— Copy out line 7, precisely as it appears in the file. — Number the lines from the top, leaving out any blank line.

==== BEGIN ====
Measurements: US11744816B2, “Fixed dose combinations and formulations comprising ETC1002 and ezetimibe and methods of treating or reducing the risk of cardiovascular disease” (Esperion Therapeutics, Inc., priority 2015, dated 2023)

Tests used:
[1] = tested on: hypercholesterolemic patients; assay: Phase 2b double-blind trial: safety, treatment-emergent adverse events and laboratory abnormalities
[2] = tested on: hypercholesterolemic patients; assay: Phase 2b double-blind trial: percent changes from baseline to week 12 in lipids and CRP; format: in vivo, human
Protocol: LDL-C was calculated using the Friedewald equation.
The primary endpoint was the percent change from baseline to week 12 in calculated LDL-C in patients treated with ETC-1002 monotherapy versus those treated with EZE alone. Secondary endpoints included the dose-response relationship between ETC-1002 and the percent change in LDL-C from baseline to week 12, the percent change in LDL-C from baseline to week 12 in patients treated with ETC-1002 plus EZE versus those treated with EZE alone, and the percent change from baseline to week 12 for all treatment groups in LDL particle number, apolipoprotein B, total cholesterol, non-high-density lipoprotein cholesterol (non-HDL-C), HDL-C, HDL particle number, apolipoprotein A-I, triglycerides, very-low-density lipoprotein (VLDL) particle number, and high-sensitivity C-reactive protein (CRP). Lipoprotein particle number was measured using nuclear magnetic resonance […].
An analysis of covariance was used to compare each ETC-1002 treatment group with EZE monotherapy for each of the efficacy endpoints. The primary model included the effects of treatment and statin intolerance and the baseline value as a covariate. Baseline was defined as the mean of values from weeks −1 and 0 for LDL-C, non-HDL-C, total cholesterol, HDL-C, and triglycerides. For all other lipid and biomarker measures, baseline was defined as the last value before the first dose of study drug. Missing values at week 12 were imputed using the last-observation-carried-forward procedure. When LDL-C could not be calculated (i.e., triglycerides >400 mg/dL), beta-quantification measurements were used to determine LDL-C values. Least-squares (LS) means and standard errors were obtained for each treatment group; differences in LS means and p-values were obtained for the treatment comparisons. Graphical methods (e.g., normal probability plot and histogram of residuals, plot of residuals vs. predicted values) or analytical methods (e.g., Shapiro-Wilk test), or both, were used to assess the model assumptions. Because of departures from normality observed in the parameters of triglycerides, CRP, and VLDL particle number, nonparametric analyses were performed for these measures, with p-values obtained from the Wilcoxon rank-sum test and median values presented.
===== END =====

An analysis of covariance was used to compare each ETC-1002 treatment group with EZE monotherapy for each of the efficacy endpoints. The primary model included the effects of treatment and statin intolerance and the baseline value as a covariate. Baseline was defined as the mean of values from weeks −1 and 0 for LDL-C, non-HDL-C, total cholesterol, HDL-C, and triglycerides. For all other lipid and biomarker measures, baseline was defined as the last value before the first dose of study drug. Missing values at week 12 were imputed using the last-observation-carried-forward procedure. When LDL-C could not be calculated (i.e., triglycerides >400 mg/dL), beta-quantification measurements were used to determine LDL-C values. Least-squares (LS) means and standard errors were obtained for each treatment group; differences in LS means and p-values were obtained for the treatment comparisons. Graphical methods (e.g., normal probability plot and histogram of residuals, plot of residuals vs. predicted values) or analytical methods (e.g., Shapiro-Wilk test), or both, were used to assess the model assumptions. Because of departures from normality observed in the parameters of triglycerides, CRP, and VLDL particle number, nonparametric analyses were performed for these measures, with p-values obtained from the Wilcoxon rank-sum test and median values presented.